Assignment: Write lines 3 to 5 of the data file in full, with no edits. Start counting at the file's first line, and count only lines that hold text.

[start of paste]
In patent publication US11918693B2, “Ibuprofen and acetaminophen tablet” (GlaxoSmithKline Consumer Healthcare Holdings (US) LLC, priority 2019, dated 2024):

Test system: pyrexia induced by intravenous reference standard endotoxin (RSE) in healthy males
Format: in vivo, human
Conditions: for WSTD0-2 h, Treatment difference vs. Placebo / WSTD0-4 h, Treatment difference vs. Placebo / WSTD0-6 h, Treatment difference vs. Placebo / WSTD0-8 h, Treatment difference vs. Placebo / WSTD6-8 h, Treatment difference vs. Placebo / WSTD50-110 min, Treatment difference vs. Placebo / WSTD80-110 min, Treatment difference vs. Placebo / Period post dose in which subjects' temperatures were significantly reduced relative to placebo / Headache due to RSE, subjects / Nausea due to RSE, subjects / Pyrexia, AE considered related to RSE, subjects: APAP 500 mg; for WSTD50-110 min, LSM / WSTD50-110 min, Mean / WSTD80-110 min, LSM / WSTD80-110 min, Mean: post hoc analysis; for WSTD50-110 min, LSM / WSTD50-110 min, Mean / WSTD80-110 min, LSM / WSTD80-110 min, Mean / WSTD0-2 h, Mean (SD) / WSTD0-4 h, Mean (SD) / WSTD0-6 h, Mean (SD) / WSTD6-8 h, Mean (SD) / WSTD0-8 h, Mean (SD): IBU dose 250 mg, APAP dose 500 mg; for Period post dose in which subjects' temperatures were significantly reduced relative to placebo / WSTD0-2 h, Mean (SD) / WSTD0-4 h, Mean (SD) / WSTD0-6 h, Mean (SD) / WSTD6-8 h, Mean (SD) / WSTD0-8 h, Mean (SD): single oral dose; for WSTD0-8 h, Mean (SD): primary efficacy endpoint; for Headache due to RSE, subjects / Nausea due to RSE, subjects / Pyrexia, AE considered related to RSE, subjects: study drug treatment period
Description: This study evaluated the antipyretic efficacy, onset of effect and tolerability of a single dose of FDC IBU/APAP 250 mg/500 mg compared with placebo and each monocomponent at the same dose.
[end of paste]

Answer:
Format: in vivo, human
Conditions: for WSTD0-2 h, Treatment difference vs. Placebo / WSTD0-4 h, Treatment difference vs. Placebo / WSTD0-6 h, Treatment difference vs. Placebo / WSTD0-8 h, Treatment difference vs. Placebo / WSTD6-8 h, Treatment difference vs. Placebo / WSTD50-110 min, Treatment difference vs. Placebo / WSTD80-110 min, Treatment difference vs. Placebo / Period post dose in which subjects' temperatures were significantly reduced relative to placebo / Headache due to RSE, subjects / Nausea due to RSE, subjects / Pyrexia, AE considered related to RSE, subjects: APAP 500 mg; for WSTD50-110 min, LSM / WSTD50-110 min, Mean / WSTD80-110 min, LSM / WSTD80-110 min, Mean: post hoc analysis; for WSTD50-110 min, LSM / WSTD50-110 min, Mean / WSTD80-110 min, LSM / WSTD80-110 min, Mean / WSTD0-2 h, Mean (SD) / WSTD0-4 h, Mean (SD) / WSTD0-6 h, Mean (SD) / WSTD6-8 h, Mean (SD) / WSTD0-8 h, Mean (SD): IBU dose 250 mg, APAP dose 500 mg; for Period post dose in which subjects' temperatures were significantly reduced relative to placebo / WSTD0-2 h, Mean (SD) / WSTD0-4 h, Mean (SD) / WSTD0-6 h, Mean (SD) / WSTD6-8 h, Mean (SD) / WSTD0-8 h, Mean (SD): single oral dose; for WSTD0-8 h, Mean (SD): primary efficacy endpoint; for Headache due to RSE, subjects / Nausea due to RSE, subjects / Pyrexia, AE considered related to RSE, subjects: study drug treatment period
Description: This study evaluated the antipyretic efficacy, onset of effect and tolerability of a single dose of FDC IBU/APAP 250 mg/500 mg compared with placebo and each monocomponent at the same dose.